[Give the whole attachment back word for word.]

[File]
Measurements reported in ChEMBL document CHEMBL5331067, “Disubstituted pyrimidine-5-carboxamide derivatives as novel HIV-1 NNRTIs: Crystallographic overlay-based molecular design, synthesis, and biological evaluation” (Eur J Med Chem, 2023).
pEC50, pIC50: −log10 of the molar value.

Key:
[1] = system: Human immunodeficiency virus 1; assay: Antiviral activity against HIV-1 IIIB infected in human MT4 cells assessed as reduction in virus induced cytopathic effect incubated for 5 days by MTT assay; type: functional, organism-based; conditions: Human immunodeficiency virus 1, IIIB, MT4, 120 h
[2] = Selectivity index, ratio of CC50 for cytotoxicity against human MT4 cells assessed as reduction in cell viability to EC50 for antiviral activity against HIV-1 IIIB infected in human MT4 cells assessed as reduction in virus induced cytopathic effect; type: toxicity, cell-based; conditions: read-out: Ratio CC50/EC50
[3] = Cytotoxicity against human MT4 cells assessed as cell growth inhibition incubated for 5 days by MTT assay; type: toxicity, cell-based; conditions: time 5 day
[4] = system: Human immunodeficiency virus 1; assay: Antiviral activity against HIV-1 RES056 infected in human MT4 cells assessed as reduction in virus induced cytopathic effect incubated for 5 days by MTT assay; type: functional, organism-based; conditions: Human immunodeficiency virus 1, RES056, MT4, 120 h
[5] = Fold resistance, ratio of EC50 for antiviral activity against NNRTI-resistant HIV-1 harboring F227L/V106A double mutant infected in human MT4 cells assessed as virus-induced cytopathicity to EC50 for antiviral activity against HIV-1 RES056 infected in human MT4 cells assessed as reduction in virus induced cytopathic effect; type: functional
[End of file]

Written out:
Measurements reported in ChEMBL document CHEMBL5331067, “Disubstituted pyrimidine-5-carboxamide derivatives as novel HIV-1 NNRTIs: Crystallographic overlay-based molecular design, synthesis, and biological evaluation” (Eur J Med Chem, 2023).
pEC50, pIC50: −log10 of the molar value.

Key:
[1] = system: Human immunodeficiency virus 1; assay: Antiviral activity against HIV-1 IIIB infected in human MT4 cells assessed as reduction in virus induced cytopathic effect incubated for 5 days by MTT assay; type: functional, organism-based; conditions: Human immunodeficiency virus 1, IIIB, MT4, 120 h
[2] = Selectivity index, ratio of CC50 for cytotoxicity against human MT4 cells assessed as reduction in cell viability to EC50 for antiviral activity against HIV-1 IIIB infected in human MT4 cells assessed as reduction in virus induced cytopathic effect; type: toxicity, cell-based; conditions: read-out: Ratio CC50/EC50
[3] = Cytotoxicity against human MT4 cells assessed as cell growth inhibition incubated for 5 days by MTT assay; type: toxicity, cell-based; conditions: time 5 day
[4] = system: Human immunodeficiency virus 1; assay: Antiviral activity against HIV-1 RES056 infected in human MT4 cells assessed as reduction in virus induced cytopathic effect incubated for 5 days by MTT assay; type: functional, organism-based; conditions: Human immunodeficiency virus 1, RES056, MT4, 120 h
[5] = Fold resistance, ratio of EC50 for antiviral activity against NNRTI-resistant HIV-1 harboring F227L/V106A double mutant infected in human MT4 cells assessed as virus-induced cytopathicity to EC50 for antiviral activity against HIV-1 RES056 infected in human MT4 cells assessed as reduction in virus induced cytopathic effect; type: functional